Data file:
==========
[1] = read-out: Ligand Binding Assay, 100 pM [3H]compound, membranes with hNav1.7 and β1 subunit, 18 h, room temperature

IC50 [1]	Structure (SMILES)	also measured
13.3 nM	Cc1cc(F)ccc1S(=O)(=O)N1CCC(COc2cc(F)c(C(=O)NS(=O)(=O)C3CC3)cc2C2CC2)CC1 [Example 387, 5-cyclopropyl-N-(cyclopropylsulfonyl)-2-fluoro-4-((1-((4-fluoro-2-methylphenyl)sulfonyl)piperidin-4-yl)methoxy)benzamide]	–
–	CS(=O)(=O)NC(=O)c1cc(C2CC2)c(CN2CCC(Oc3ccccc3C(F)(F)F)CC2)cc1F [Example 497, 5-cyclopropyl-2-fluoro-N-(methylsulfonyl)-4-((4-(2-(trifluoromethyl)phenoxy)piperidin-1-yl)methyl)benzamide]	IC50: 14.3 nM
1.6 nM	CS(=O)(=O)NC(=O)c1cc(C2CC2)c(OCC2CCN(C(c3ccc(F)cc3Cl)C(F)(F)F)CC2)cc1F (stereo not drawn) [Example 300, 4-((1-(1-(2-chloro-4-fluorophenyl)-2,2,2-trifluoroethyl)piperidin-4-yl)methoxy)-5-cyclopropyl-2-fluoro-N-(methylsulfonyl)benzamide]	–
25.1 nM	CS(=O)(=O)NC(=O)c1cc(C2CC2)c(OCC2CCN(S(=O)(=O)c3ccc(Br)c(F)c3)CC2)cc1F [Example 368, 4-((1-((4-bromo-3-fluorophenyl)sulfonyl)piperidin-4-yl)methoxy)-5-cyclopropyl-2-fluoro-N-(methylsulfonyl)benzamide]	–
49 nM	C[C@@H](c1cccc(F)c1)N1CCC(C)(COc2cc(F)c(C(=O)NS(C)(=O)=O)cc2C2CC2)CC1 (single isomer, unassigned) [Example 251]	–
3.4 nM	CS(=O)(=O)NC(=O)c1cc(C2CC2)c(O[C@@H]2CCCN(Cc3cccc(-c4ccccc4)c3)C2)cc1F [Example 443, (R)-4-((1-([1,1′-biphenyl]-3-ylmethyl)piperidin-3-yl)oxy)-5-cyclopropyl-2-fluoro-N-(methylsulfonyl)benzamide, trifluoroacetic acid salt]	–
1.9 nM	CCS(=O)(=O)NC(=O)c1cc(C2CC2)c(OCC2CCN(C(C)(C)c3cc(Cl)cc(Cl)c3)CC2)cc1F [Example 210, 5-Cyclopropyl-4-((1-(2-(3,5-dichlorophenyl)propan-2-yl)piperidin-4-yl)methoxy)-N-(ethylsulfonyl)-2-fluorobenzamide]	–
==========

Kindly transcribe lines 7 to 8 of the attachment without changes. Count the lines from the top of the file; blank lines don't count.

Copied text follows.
49 nM	C[C@@H](c1cccc(F)c1)N1CCC(C)(COc2cc(F)c(C(=O)NS(C)(=O)=O)cc2C2CC2)CC1 (single isomer, unassigned) [Example 251]	–
3.4 nM	CS(=O)(=O)NC(=O)c1cc(C2CC2)c(O[C@@H]2CCCN(Cc3cccc(-c4ccccc4)c3)C2)cc1F [Example 443, (R)-4-((1-([1,1′-biphenyl]-3-ylmethyl)piperidin-3-yl)oxy)-5-cyclopropyl-2-fluoro-N-(methylsulfonyl)benzamide, trifluoroacetic acid salt]	–